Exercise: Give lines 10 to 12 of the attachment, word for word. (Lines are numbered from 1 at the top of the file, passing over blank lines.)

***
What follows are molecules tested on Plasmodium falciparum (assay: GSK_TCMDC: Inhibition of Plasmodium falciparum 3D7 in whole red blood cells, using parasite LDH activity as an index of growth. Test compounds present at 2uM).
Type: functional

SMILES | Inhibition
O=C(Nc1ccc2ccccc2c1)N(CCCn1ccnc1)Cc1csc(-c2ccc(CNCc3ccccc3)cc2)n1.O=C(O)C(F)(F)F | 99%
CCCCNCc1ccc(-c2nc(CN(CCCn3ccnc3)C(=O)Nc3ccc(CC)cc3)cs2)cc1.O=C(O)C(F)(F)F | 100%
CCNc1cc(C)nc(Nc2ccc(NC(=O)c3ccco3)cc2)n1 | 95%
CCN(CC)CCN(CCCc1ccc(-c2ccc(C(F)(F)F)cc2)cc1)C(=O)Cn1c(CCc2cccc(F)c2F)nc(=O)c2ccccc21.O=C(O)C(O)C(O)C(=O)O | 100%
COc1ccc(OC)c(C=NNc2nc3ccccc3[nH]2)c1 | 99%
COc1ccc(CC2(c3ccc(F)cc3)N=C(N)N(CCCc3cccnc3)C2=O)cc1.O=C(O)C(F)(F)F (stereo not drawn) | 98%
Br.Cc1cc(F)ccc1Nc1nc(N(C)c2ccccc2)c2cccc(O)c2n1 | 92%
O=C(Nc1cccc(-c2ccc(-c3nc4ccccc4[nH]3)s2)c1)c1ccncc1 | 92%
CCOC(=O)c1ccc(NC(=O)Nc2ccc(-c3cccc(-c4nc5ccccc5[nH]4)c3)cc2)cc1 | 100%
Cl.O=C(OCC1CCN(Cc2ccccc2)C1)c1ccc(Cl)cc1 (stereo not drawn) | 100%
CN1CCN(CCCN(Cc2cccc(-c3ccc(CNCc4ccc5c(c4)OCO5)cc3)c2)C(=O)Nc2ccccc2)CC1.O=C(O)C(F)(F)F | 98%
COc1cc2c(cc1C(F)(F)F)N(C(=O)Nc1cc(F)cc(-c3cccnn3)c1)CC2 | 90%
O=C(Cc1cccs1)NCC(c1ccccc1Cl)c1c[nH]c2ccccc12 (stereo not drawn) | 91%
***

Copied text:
Br.Cc1cc(F)ccc1Nc1nc(N(C)c2ccccc2)c2cccc(O)c2n1 | 92%
O=C(Nc1cccc(-c2ccc(-c3nc4ccccc4[nH]3)s2)c1)c1ccncc1 | 92%
CCOC(=O)c1ccc(NC(=O)Nc2ccc(-c3cccc(-c4nc5ccccc5[nH]4)c3)cc2)cc1 | 100%